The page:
The leaders of American Crossroads, the conservative super PAC formed last year under the watch of Karl Rove, sat down with reporters at a Christian Science Monitor breakfast in D.C. this morning. The subject of the discussion was, of course, money: the role deep-pocketed super PACs will play in 2012 and the specific spending plans of American Crossroads, one of the most potent of this increasingly powerful breed of organization.
A quick review of our campaign finance keywords: Super PACs, or independent expenditure-only committees, can spend unlimited amounts in races to support or oppose a candidate. Outfits like American Crossroads reveal those transactions in Federal Election Commission filings. Related non-profits, like the American Crossroads’ spinoff Crossroads GPS, don’t have to disclose where their money comes from, and those 501(c)(4) organizations can, in turn, donate unlimited amounts to PACs like American Crossroads. Meanwhile, the Citizens United ruling gave corporations the go-ahead to donate all they want to independent groups. Hence the fear that races will become Company A vs. Company B rather than Candidate A vs. Candidate B, with traditional fundraisers left by the wayside.
In the recent special election in New York’s 26th District, won by Democrat Kathy Hochul, American Crossroads outspent the National Republican Congressional Committee, almost $700,000 to $425,000. According to OpenSecrets.org, they spent $21 million during the previous 2010 election cycle. At the breakfast were American Crossroads Chairman Mike Duncan, a former Republican National Committee head, and Steven Law, previously general counsel for the Chamber of Commerce and currently president of both American Crossroads and Crossroads GPS. The goal this time around, they said, is to raise $120 million.
How will they use it? Law and Duncan said it’s too early to estimate how the groups will apportion their cash among the House, Senate and presidential races. But they were adamant that American Crossroads will not play any role in the GOP primary, unless it decides to go on the offense against Obama as the nomination draws near. It will not provide a primary endorsement, tacit or otherwise. This was something of a sticking point at the breakfast given the formation of a new super PAC by Mitt Romney supporters. American Crossroads’ political director Carl Forti has posts in both, but Law said keeping the work separate wouldn’t be an issue.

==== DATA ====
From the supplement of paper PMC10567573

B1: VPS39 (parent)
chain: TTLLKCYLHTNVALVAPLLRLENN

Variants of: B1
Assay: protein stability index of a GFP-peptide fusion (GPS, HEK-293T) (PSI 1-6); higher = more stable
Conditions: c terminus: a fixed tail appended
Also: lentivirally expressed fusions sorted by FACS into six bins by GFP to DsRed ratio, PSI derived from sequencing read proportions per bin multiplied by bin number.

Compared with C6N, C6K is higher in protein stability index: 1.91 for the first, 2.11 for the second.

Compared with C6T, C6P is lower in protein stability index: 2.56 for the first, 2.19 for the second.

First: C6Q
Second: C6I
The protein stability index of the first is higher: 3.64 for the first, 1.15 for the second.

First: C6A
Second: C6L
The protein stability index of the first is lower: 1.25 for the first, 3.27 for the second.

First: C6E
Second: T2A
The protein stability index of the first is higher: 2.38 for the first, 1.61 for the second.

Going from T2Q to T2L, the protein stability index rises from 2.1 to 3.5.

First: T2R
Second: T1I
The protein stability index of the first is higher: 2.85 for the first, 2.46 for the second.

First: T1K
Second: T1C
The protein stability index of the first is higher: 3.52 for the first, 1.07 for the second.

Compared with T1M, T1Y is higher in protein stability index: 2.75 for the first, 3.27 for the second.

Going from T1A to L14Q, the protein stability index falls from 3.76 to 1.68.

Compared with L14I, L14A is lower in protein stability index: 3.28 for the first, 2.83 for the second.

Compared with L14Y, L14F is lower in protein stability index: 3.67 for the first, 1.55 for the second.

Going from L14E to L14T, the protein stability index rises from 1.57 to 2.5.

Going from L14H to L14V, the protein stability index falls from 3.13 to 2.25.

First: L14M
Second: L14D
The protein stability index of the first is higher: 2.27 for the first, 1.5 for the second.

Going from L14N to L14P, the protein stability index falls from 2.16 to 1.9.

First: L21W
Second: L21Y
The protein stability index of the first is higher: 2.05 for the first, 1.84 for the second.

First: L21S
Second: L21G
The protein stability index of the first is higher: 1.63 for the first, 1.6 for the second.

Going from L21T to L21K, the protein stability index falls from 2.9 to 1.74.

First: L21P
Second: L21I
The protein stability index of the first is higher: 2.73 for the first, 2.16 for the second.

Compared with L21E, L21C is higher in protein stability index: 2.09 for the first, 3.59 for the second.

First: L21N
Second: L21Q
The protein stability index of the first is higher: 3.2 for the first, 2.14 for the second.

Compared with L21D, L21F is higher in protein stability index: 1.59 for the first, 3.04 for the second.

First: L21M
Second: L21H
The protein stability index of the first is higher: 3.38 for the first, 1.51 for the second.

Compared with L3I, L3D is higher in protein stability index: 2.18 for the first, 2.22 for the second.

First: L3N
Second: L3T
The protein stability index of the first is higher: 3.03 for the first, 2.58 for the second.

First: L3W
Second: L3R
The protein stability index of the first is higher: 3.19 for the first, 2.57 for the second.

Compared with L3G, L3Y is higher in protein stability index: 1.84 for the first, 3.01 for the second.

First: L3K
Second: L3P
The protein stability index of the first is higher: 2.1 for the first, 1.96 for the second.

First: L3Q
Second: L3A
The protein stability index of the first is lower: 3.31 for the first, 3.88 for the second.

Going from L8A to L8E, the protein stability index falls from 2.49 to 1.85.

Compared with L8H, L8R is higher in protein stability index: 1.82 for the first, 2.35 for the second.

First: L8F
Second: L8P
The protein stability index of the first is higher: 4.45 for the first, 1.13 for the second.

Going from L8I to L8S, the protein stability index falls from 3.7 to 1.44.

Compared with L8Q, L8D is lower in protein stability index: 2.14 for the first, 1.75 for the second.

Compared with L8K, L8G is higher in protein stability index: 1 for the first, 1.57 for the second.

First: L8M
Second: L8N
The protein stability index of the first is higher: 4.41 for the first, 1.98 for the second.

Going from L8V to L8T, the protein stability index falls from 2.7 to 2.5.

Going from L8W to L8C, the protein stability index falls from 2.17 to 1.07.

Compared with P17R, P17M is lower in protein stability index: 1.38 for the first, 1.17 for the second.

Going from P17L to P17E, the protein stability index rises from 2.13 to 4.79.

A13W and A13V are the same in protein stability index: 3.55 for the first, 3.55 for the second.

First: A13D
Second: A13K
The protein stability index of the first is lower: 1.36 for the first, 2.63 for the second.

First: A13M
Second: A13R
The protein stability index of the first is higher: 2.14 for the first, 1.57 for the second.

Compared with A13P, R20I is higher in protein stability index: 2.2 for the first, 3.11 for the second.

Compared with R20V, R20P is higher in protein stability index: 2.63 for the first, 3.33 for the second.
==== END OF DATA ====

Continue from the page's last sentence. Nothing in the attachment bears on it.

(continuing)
When pressed on what some see as the unsettling proliferation of super PACs, Law and Duncan point their fingers firmly at the Left, saying that the money an incumbent president can raise puts them in a “David and Goliath” situation where they have no choice but to take advantage of every route they can. Obama is going to raise $1 billion, they say, while labor groups will throw in millions more, so they’re just trying to even the field. Law characterized Crossroads as “an outside fomenter of additional competition in the system.” This particular fomenter outspent every other super PAC in the 2010 election cycle by about $15 million.
When asked whether this kind of spending on both sides is good for the country, Duncan turns the question into one about freedom of speech, as the Supreme Court did in Citizens United. They paint the Democrats as more powerful foes than they were in 2010, which sounds self-effacing but is also more justification for not worrying about the broader implications of super-PAC spending. And it’s an assertion that’s easy to counter, at least in part, given the state of the economy.
One of those publicly skeptical about the effect super PACs will have is satirical newsman Stephen Colbert, who is making his point by attempting to form his own. (Its most-excellent motto: “Making a better tomorrow, tomorrow.”) Among the questions he has raised, which will be addressed at an FEC hearing next week, are whether his discussion of his PAC on-air would constitute an in-kind contribution from his show’s parent company, Viacom. If so, that could force American-Crossroads talk by FOX News favorite Karl Rove, officially an unpaid advisor, to be curtailed, as well as similar commentary by other high-profile pundits with super PACS of their own.
In discussing his super PAC, Colbert well summed up a feeling at the heart of forming such committees, on both sides: “I believe that the Citizens United decision was the right one,” he told Politico when recently filing his papers at the FEC. “There should be unlimited corporate money, and I want some of it. I don’t want to be the one chump who doesn’t have any.”